Sunday, December 13, 2009

Time to Leave behind the Old Liberal/Evangelical Battles -- Transforming Christian Theology, ch. 15

Transforming Theology Project
Philip Clayton, Transforming Christian Theology, Fortress Press, 2010.

Time to Leave behind the Old Liberal/Evangelical Battles
Chapter 15

Nearly a century ago the religious world was rocked by the modernist/fundamentalist fight. Old line denominations were divided and new institutions were born. The “liberals” were the Mainline churches, and for the most part they survived that “war” – perhaps in part because the brand name carried enough power that these groups could overcome any ideological questions that were present. Those battles have continued over time and as brand loyalty has diminished, the old-line churches that relied on prestige to carry the day have suffered. The newer upstart groups, perhaps because they had to start fresh (and many ended up being present in the suburbs at just the right time) seemed to prosper.

In recent years as the old-line churches have experienced decline, that decline has been blamed on the perceived liberalness of these denominations. This label – “liberal” – has become an increasingly pejorative one. “Liberals” are those who don’t believe in anything. They’re too wishy-washy, don’t stand for anything, and they’re not patriotic enough. That a liberal might be open- minded and open-hearted is not sufficient reason to keep the term.

A recent set of books by Wesley Wildman and Stephen Chapin Garner sought to reclaim the word liberal by pairing it with evangelical – in the hopes that by combining the best of both, they could appeal to that relatively silent and ignored middle crowd. I was attracted to their message because I generally find myself in the middle. Like our author, I’ve spent time in the evangelical world – in fact, both of us are graduates of Fuller Theological Seminary (though Philip Clayton was at Fuller a little bit before I was present). Like our author, I’ve become more liberal over time, though I suspect (and I want to learn more of this story) his “conversion was more dramatic and more thoroughgoing than mine. Maybe that’s because I did my doctoral work at Fuller rather than going off to Yale.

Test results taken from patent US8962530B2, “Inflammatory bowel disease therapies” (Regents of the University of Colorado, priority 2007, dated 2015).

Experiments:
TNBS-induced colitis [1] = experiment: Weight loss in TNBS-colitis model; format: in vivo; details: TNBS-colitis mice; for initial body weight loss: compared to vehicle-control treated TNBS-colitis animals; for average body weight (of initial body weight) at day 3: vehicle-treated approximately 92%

This set of introductory thoughts brings me to Philip Clayton’s thesis for chapter 15, a chapter that declares the death of the term liberal. While the charges made against the word “liberal” may derive from stereotypes, there is enough truth in the matter many who would in earlier years accept the label, have chosen to pursue another one. And the word that is being embraced by many is “progressive.” Progressive seems to be more elastic and less defined by stereotype. There are, for instance, Progressive Evangelicals – like Jim Wallis, Tony Jones, and Brian McLaren. Their theologies are fairly orthodox – but open to new insights – but their commitments to social justice puts them in a more “liberal” camp. Indeed, not only does this group embrace women’s rights, but there is a growing openness to the full equality of gays and lesbians. On the other hand, there are those – including the author – who are progressive not only their social justice commitments, but would be described as liberal in their theological commitments.